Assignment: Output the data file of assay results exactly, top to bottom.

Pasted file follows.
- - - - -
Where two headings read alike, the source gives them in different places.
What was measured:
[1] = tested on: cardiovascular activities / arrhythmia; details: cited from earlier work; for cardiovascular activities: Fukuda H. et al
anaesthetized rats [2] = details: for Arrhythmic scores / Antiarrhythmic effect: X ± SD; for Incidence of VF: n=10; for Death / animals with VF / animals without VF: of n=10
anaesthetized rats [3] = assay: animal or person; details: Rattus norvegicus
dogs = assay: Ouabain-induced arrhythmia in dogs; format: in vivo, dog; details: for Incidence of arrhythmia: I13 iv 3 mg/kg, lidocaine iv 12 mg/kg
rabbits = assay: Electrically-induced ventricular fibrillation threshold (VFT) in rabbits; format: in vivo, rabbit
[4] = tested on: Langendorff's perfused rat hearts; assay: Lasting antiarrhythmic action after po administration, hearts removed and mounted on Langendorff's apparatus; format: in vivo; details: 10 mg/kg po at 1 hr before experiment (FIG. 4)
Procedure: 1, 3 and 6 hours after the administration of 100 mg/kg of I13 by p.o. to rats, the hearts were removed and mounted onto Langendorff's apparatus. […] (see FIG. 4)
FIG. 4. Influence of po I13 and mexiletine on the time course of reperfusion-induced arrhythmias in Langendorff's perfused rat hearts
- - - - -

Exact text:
Where two headings read alike, the source gives them in different places.
What was measured:
[1] = tested on: cardiovascular activities / arrhythmia; details: cited from earlier work; for cardiovascular activities: Fukuda H. et al
anaesthetized rats [2] = details: for Arrhythmic scores / Antiarrhythmic effect: X ± SD; for Incidence of VF: n=10; for Death / animals with VF / animals without VF: of n=10
anaesthetized rats [3] = assay: animal or person; details: Rattus norvegicus
dogs = assay: Ouabain-induced arrhythmia in dogs; format: in vivo, dog; details: for Incidence of arrhythmia: I13 iv 3 mg/kg, lidocaine iv 12 mg/kg
rabbits = assay: Electrically-induced ventricular fibrillation threshold (VFT) in rabbits; format: in vivo, rabbit
[4] = tested on: Langendorff's perfused rat hearts; assay: Lasting antiarrhythmic action after po administration, hearts removed and mounted on Langendorff's apparatus; format: in vivo; details: 10 mg/kg po at 1 hr before experiment (FIG. 4)
Procedure: 1, 3 and 6 hours after the administration of 100 mg/kg of I13 by p.o. to rats, the hearts were removed and mounted onto Langendorff's apparatus. […] (see FIG. 4)
FIG. 4. Influence of po I13 and mexiletine on the time course of reperfusion-induced arrhythmias in Langendorff's perfused rat hearts